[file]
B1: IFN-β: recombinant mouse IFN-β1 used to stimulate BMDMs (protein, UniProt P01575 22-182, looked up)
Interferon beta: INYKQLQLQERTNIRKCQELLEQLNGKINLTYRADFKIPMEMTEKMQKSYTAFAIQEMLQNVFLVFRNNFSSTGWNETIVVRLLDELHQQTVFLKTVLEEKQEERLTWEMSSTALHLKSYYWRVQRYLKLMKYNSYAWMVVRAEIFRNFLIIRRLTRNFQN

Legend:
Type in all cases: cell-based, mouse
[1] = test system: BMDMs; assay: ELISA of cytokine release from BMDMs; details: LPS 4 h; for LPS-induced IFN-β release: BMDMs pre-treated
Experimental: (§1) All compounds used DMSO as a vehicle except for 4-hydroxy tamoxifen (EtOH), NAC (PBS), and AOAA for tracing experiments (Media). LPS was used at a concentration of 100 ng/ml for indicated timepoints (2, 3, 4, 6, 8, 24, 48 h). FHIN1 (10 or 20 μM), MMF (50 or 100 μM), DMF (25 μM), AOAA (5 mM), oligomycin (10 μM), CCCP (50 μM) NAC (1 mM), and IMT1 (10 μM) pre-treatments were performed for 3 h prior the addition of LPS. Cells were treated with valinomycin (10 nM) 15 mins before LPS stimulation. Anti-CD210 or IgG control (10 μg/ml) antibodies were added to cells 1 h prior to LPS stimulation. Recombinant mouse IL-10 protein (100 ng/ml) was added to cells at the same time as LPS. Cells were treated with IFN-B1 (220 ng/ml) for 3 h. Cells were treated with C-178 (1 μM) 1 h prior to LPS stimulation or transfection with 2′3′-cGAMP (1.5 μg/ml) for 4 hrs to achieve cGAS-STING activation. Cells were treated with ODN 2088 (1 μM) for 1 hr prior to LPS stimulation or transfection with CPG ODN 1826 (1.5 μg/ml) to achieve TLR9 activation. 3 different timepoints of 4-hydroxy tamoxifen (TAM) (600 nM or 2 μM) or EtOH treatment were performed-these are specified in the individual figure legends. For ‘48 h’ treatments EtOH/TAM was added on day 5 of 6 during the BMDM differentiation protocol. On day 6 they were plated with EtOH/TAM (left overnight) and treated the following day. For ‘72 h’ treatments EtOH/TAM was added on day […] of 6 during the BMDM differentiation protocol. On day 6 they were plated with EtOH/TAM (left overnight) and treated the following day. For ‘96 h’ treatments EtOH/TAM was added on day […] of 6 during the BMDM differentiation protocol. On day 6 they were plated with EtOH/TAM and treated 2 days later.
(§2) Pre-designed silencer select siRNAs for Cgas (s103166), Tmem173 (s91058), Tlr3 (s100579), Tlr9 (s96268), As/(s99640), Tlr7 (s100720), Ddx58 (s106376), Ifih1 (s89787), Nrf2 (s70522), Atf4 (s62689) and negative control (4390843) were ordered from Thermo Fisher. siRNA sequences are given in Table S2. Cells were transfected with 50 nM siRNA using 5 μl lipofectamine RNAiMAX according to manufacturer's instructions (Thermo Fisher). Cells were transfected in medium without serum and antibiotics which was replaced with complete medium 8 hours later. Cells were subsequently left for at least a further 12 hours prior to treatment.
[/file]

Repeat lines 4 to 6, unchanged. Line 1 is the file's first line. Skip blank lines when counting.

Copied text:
Type in all cases: cell-based, mouse
[1] = test system: BMDMs; assay: ELISA of cytokine release from BMDMs; details: LPS 4 h; for LPS-induced IFN-β release: BMDMs pre-treated
Experimental: (§1) All compounds used DMSO as a vehicle except for 4-hydroxy tamoxifen (EtOH), NAC (PBS), and AOAA for tracing experiments (Media). LPS was used at a concentration of 100 ng/ml for indicated timepoints (2, 3, 4, 6, 8, 24, 48 h). FHIN1 (10 or 20 μM), MMF (50 or 100 μM), DMF (25 μM), AOAA (5 mM), oligomycin (10 μM), CCCP (50 μM) NAC (1 mM), and IMT1 (10 μM) pre-treatments were performed for 3 h prior the addition of LPS. Cells were treated with valinomycin (10 nM) 15 mins before LPS stimulation. Anti-CD210 or IgG control (10 μg/ml) antibodies were added to cells 1 h prior to LPS stimulation. Recombinant mouse IL-10 protein (100 ng/ml) was added to cells at the same time as LPS. Cells were treated with IFN-B1 (220 ng/ml) for 3 h. Cells were treated with C-178 (1 μM) 1 h prior to LPS stimulation or transfection with 2′3′-cGAMP (1.5 μg/ml) for 4 hrs to achieve cGAS-STING activation. Cells were treated with ODN 2088 (1 μM) for 1 hr prior to LPS stimulation or transfection with CPG ODN 1826 (1.5 μg/ml) to achieve TLR9 activation. 3 different timepoints of 4-hydroxy tamoxifen (TAM) (600 nM or 2 μM) or EtOH treatment were performed-these are specified in the individual figure legends. For ‘48 h’ treatments EtOH/TAM was added on day 5 of 6 during the BMDM differentiation protocol. On day 6 they were plated with EtOH/TAM (left overnight) and treated the following day. For ‘72 h’ treatments EtOH/TAM was added on day […] of 6 during the BMDM differentiation protocol. On day 6 they were plated with EtOH/TAM (left overnight) and treated the following day. For ‘96 h’ treatments EtOH/TAM was added on day […] of 6 during the BMDM differentiation protocol. On day 6 they were plated with EtOH/TAM and treated 2 days later.